Saturday, February 18, 2017

Why safe driving just doesn't make any sense

DRIVING MISS-TAKES: I'm glad I've never made one.
About two hours ago, I was driving home and some man headed the same direction as me in the lane to my left and a few feet ahead veered right without checking his blind spot. I swerved to avoid an accident. He realized what happened and pulled left again.

I looked over and smiled. Accident avoided.

He wasn't a bad driver. He was neither an idiot nor a moron (as far as I know) and nothing bad happened. Unpleasant words were not needed; nasty gestures would not have improved the situation. Horns could be left unhonked.

He just made a mistake and now he's probably home having supper.

But it did remind me of something that did happen, Monday of this week, in fact.

My daughter Ria and I had to make a quick car trip downtown Toronto just as rush-hour was starting.

A jeweler whose store was at the corner of Yonge and Carlton streets (smack in the middle of Canada’s largest city) had repaired some earrings belonging to my wife Helena. He phoned to let me know they were ready. 

I cherish any time I get to be with my kids so asked Ria if she would come for the ride downtown and run into the store while I waited in the car. It’d save me finding a parking spot.  

She agreed. Sounds simple, right?

Except nothing is, right?

First of all, once we got downtown and headed south on Yonge, I realized that even though I’ve lived in Toronto 30-some years, I’d never noticed that part of Yonge was divided by a concrete flower-planter thingie. There went my plans for a quick you-ee in front of the store. I had to find my way
CRASH TEST PETER: (This blog gives me a  lame excuse
to print this photo  from when my son Michel and I
visited the Ford museum in Detroit.)
around the block so I'd end up in front of the place.

This was suddenly taking longer than planned.

Once there, I learned the jewelry shop is located in such a way that it's not only illegal to stop directly in front of the enterprise, it's also dangerous.  

And it’s winter. The streets are narrower. The roads, sidewalks and curbs are covered in two inches of sloppy slush (or as a friend of Helena once described it, puppyshit).

I pulled around the corner and stopped.

Ria got out. Cars, bikes and big trucks and pedestrians, some on wheels and some on walkers, some in pairs and some alone, were everywhere. Plus my windows were partially fogged up. I couldn't stay put.   

I inched forward, turned right and found myself facing down a one-way street that served absolutely no purpose whatsoever. I reversed and realized that if I backed into the exit-lane of a parking lot I would be properly oriented to fetch Ria when she came out of the store.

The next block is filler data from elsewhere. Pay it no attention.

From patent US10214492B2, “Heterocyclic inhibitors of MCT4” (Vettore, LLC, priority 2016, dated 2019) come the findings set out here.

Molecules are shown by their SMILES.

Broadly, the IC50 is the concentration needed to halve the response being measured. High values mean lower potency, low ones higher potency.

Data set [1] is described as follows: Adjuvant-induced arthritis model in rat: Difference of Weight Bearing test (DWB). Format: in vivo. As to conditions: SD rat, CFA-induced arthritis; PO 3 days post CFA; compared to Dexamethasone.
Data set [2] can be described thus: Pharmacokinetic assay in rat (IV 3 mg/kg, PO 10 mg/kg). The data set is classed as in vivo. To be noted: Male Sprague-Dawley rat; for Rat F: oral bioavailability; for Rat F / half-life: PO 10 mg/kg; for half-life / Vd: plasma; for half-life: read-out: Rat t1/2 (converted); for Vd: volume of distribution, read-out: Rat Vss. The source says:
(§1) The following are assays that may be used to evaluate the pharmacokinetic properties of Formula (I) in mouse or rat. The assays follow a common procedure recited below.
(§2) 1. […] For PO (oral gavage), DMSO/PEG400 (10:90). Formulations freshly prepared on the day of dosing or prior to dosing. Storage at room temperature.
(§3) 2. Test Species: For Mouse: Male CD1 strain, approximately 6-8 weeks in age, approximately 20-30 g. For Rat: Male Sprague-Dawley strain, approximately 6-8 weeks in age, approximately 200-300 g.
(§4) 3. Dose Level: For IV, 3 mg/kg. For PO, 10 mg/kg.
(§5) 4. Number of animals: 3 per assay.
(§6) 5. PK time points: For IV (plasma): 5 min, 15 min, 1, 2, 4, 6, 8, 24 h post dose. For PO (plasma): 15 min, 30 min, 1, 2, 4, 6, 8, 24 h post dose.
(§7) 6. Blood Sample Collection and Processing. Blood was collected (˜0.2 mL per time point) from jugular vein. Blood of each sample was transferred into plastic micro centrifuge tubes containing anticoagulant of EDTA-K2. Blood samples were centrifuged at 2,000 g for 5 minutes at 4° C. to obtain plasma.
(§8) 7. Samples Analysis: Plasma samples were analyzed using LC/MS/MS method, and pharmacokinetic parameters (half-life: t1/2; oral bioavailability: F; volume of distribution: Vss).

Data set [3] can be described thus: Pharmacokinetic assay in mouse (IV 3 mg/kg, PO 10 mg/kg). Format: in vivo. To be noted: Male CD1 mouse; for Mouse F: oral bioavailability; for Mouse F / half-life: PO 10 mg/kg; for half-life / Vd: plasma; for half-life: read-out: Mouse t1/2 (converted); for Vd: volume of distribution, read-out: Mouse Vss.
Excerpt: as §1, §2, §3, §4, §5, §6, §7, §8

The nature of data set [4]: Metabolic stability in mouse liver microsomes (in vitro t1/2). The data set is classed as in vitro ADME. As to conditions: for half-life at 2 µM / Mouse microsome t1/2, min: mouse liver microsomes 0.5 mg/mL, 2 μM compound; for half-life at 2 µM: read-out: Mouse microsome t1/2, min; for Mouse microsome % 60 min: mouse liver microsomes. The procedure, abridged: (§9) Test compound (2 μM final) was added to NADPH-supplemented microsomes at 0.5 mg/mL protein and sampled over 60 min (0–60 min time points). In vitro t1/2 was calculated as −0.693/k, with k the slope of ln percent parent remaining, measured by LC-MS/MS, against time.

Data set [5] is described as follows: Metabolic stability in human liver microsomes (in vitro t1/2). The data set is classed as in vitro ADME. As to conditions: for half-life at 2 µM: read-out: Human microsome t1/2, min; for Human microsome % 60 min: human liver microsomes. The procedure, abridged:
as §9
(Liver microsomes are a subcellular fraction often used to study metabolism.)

It all worked okay except some guy wanted to actually leave the parking lot, so I had to drive around another block and came around the corner again just when Ria got back to the street. She jumped into the car and said, “I didn’t have my credit card on me and it’s going to cost a bit. Can I get yours?”

I reached for my wallet. Because I was wearing a long winter coat, even that maneuver required some unprecedented twisting and tugging.  In fact I had to unbuckle my seat belt only to learn the coat's belt was caught in the door so I had to quickly open and shut the car door to get my wallet.  That meant doing a quick shoulder check to make sure it was safe and at the same time I was thinking,“What time did I say I’d pick up Michel?”

Ria jumped out  and I had to start wheedling around in traffic again until I picked her up again and home we went.

And I thought, “That's the kind of thing that should be on drivers’ exams: Real-world driving.”

And then I thought--or maybe even said, “Isn’t it amazing what good drivers most drivers are?” 

Consider: Every day, around the planet—the  VAST majority of drivers, not just a lucky few but almost EVERY SINGLE one—whether they're on some Peruvian switchback, lost in a suburb of Varanasi, India where no car has ever stayed in its lane for more than a second or two, or dropping a daughter in front of a jeweler in downtown Toronto, Canada, in the middle of a snowy afternoon—gets to where where he or she is going.

THE MINDBOGGLER? Almost everybody makes it home unscratched.

Mind-boggling. Especially because every last one of them is controlling what amounts to a really dangerous thing; and by dangerous thing I of course mean a car. 

Sure there're close calls like my friend up there in the first paragraph, but so what? We generally all make it.

Tall drivers, short drivers; short-sighted drivers, colour-blind drivers, hard-of-hearing people, angry types, Irish types, sleepy ones, stoned ones, in-love teenagers; out-of-love divorced folks,  lazy guys like me and arthritic drivers with muscles too sore to check their blind spots.

Drivers who just had a fight with their husbands and are so mad they think the guy in front of them is slowing down just to get them madder.

Drivers who can't read English.

Nun drivers who simply aim the car and let God steer.

People whose brakes don’t work so good. Drivers who feel it takes too much of their valuable time to flick a signal-light switch.

And far too many drivers doing exactly the kind of crazy wardrobe adjustments I like the one I was doing.   

While you’re driving, you’re talking, planning, singing, arguing, fretting, sweating, laughing, having to go to the bathroom or just plain lost.

The only driver who is not distracted is a robot. 

Plus you and all the other vehicles are barreling ahead, as Stephen Leacock would say, madly off in all directions.

The thing is, WAY MOST of them don’t get into accidents. Almost everybody makes it home.   

It just doesn’t make sense.

Or is it just me?

1 comment:

  1. You forgot the mentally ill people like myself. Bi-polar and in a manic state thinking he is driving a tank and not a old Volkswagen Beetle.